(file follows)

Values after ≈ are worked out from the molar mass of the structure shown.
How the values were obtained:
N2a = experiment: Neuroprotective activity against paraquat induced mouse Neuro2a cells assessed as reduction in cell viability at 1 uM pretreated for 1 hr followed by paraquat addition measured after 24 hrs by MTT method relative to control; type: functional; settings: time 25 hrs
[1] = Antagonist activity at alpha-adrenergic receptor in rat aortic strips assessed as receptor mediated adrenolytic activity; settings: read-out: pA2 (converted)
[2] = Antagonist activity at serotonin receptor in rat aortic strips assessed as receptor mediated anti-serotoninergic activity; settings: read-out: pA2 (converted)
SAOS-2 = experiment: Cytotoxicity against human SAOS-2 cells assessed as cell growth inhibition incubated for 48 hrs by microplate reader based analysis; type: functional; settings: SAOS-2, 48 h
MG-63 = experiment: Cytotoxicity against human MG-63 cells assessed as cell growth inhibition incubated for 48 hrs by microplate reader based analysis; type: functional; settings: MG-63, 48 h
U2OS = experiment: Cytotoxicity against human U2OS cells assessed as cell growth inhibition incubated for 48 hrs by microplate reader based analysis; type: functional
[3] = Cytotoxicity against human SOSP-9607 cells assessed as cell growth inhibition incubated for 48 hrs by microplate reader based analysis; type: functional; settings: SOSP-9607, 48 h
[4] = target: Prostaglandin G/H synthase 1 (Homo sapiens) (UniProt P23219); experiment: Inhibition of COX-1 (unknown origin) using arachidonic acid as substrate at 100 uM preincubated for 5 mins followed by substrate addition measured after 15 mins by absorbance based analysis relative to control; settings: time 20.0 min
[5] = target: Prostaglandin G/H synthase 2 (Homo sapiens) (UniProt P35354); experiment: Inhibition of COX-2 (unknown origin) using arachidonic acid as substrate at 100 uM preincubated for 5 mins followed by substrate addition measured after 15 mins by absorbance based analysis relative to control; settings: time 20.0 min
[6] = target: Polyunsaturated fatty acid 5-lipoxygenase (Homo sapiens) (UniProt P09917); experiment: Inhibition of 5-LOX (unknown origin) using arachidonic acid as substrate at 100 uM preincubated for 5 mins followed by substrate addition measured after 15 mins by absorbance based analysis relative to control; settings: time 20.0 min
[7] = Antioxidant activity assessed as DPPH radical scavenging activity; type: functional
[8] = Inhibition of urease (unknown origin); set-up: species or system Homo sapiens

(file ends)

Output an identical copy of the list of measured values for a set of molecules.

Values after ≈ are worked out from the molar mass of the structure shown.
How the values were obtained:
N2a = experiment: Neuroprotective activity against paraquat induced mouse Neuro2a cells assessed as reduction in cell viability at 1 uM pretreated for 1 hr followed by paraquat addition measured after 24 hrs by MTT method relative to control; type: functional; settings: time 25 hrs
[1] = Antagonist activity at alpha-adrenergic receptor in rat aortic strips assessed as receptor mediated adrenolytic activity; settings: read-out: pA2 (converted)
[2] = Antagonist activity at serotonin receptor in rat aortic strips assessed as receptor mediated anti-serotoninergic activity; settings: read-out: pA2 (converted)
SAOS-2 = experiment: Cytotoxicity against human SAOS-2 cells assessed as cell growth inhibition incubated for 48 hrs by microplate reader based analysis; type: functional; settings: SAOS-2, 48 h
MG-63 = experiment: Cytotoxicity against human MG-63 cells assessed as cell growth inhibition incubated for 48 hrs by microplate reader based analysis; type: functional; settings: MG-63, 48 h
U2OS = experiment: Cytotoxicity against human U2OS cells assessed as cell growth inhibition incubated for 48 hrs by microplate reader based analysis; type: functional
[3] = Cytotoxicity against human SOSP-9607 cells assessed as cell growth inhibition incubated for 48 hrs by microplate reader based analysis; type: functional; settings: SOSP-9607, 48 h
[4] = target: Prostaglandin G/H synthase 1 (Homo sapiens) (UniProt P23219); experiment: Inhibition of COX-1 (unknown origin) using arachidonic acid as substrate at 100 uM preincubated for 5 mins followed by substrate addition measured after 15 mins by absorbance based analysis relative to control; settings: time 20.0 min
[5] = target: Prostaglandin G/H synthase 2 (Homo sapiens) (UniProt P35354); experiment: Inhibition of COX-2 (unknown origin) using arachidonic acid as substrate at 100 uM preincubated for 5 mins followed by substrate addition measured after 15 mins by absorbance based analysis relative to control; settings: time 20.0 min
[6] = target: Polyunsaturated fatty acid 5-lipoxygenase (Homo sapiens) (UniProt P09917); experiment: Inhibition of 5-LOX (unknown origin) using arachidonic acid as substrate at 100 uM preincubated for 5 mins followed by substrate addition measured after 15 mins by absorbance based analysis relative to control; settings: time 20.0 min
[7] = Antioxidant activity assessed as DPPH radical scavenging activity; type: functional
[8] = Inhibition of urease (unknown origin); set-up: species or system Homo sapiens